Meet the Monarch Butterfly
The monarch butterfly is one of the most easily recognized butterflies, distinctive with its black and orange wings. The color pattern is recognized by potential predators as well, signaling that the insect may contain poison from the milkweed on which it feeds as a caterpillar.
The monarch is native to the Americas but has colonized such far-flung locales as Western Europe and Australia. Traditionally two main populations have been recognized: one east of the Rocky Mountains and one west. The eastern population migrates south to central Mexico, the western to California. Recently scientists have suggested that the two populations commingle extensively.
The monarch undertakes annual generational migrations:
- In central Mexico, tens of millions of butterflies overwinter in less than 20 sites, gathering in 20-30 million per large roost.
- They begin to disperse in late February and early March, mating and then flying north, usually making it to Texas before laying their eggs on milkweed plants.
- The next generation continues the migration, leapfrogging north until the third or fourth generation arrives as far north as Canada in May and June.
- This final generation migrates up to 2,200 miles back to Mexico, arriving in early November. They begin migrating singly and then are slowly funneled into flocks as they converge on roosting sites.
As they fly south, the butterflies may fly as high as 4,000 feet while riding thermals, averaging a stately 12 miles per hour. Intermediary generations have an adult lifespan of only 4-5 weeks, but the final annual generation lives 5-7 times longer, making the long migration and then surviving to overwinter, mate and return north.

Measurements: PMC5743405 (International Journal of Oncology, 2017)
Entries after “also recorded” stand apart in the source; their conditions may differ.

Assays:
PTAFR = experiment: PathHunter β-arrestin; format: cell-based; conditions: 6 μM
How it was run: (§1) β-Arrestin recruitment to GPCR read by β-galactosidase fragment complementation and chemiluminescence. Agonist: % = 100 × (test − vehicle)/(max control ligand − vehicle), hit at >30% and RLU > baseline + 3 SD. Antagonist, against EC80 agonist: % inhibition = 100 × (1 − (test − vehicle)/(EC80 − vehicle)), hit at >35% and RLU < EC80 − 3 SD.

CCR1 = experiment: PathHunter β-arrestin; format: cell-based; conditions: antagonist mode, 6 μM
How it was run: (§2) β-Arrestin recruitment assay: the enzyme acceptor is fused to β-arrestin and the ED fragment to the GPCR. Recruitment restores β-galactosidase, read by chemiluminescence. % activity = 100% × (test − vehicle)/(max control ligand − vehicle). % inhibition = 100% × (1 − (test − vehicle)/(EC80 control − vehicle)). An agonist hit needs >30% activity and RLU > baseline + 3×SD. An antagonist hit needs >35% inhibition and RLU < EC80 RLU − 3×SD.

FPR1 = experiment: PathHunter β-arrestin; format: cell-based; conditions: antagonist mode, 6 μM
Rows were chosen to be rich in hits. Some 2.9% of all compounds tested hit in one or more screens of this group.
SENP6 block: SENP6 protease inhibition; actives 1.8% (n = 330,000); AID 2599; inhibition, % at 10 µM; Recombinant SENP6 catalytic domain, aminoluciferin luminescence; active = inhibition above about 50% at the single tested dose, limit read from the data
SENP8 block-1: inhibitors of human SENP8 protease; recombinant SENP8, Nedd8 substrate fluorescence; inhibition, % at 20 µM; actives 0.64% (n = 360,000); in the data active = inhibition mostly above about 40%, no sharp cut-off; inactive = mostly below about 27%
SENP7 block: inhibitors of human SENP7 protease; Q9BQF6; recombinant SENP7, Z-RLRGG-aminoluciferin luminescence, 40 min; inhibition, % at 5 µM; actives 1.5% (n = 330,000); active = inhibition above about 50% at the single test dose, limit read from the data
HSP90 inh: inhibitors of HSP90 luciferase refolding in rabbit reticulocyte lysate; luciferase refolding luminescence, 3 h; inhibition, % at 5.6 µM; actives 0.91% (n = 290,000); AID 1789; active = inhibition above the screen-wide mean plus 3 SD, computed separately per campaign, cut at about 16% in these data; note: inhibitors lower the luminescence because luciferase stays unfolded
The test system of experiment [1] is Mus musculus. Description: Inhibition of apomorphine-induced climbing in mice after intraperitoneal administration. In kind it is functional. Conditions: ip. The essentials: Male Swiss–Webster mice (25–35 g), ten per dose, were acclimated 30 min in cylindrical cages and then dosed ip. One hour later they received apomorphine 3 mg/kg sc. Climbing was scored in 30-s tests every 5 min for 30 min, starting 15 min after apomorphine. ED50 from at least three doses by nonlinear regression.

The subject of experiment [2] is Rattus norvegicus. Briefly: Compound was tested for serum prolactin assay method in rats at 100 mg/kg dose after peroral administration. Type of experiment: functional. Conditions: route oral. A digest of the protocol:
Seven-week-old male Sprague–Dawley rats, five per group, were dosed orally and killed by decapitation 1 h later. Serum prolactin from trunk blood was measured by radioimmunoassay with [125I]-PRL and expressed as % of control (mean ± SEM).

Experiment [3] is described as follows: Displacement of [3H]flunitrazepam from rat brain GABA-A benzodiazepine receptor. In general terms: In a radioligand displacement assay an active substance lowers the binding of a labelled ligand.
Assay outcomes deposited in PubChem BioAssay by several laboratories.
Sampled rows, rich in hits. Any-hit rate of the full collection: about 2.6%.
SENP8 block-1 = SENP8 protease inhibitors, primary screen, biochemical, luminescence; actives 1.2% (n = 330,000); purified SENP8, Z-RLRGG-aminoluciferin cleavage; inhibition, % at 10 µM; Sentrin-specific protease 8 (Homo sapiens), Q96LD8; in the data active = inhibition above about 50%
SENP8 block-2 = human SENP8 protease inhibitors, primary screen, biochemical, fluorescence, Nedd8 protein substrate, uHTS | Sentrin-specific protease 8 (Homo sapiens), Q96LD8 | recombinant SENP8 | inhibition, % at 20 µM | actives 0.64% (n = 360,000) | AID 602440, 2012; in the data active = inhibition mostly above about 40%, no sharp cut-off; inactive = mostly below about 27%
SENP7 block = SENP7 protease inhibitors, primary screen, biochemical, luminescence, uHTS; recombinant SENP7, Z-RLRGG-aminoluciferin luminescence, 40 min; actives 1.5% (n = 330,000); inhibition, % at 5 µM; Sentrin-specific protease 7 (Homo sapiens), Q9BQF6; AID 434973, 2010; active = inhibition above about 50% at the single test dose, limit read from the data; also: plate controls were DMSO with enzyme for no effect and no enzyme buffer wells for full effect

Protecting the Monarch Butterfly
Researchers estimate that a jaw-dropping 970 million monarchs have vanished since 1990.
There are a number of threats to monarch butterflies including habitat loss, climate change and agricultural pesticide use that is reducing milkweed populations—a plant on which the monarch lays its eggs.
There are only eleven to fourteen mountaintops in Mexico where these butterflies can find a safe haven to wait out the harsh winters in temperate climates. These areas are being targeted for new roads, housing developments and agriculture expansion. In the southern coastline of California, the stands of eucalyptus trees, Monterey pines and Monterey cypresses are in danger of being cut down due to the rate of land development in the surrounding area.
TNC is encouraging citizen scientists in a number of U.S. states to help track monarchs. This data will help researchers understand if monarch migration patterns are changing due to climate change or habitat loss. The Conservancy’s land stewards are also helping monarch populations by planting local and native species of milkweed at many preserves across North America.